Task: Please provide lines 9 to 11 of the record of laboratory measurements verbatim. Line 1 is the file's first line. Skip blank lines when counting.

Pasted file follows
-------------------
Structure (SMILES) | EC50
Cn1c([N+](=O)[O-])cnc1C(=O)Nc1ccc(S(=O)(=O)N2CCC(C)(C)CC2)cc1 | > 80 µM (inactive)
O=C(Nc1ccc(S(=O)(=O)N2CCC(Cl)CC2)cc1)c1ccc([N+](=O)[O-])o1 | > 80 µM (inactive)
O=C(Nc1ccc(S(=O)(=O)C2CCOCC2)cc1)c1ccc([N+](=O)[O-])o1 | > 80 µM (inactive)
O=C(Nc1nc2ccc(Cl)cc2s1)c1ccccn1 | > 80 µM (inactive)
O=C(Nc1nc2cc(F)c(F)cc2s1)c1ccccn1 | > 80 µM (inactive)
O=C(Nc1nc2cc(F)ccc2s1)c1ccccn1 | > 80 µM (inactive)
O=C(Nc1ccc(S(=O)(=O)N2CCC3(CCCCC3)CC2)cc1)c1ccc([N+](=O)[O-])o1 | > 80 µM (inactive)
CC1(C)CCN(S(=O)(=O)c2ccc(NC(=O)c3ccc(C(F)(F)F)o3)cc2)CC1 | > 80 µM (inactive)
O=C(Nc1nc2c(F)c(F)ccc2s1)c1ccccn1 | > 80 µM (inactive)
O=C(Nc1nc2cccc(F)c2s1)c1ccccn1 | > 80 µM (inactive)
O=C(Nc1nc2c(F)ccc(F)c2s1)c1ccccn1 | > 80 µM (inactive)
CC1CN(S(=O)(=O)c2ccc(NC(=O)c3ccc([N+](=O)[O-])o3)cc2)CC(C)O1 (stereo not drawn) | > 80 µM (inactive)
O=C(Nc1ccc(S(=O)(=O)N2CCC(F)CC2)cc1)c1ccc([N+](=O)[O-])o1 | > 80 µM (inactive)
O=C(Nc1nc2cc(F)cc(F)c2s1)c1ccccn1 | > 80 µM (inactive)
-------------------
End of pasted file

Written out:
CC1(C)CCN(S(=O)(=O)c2ccc(NC(=O)c3ccc(C(F)(F)F)o3)cc2)CC1 | > 80 µM (inactive)
O=C(Nc1nc2c(F)c(F)ccc2s1)c1ccccn1 | > 80 µM (inactive)
O=C(Nc1nc2cccc(F)c2s1)c1ccccn1 | > 80 µM (inactive)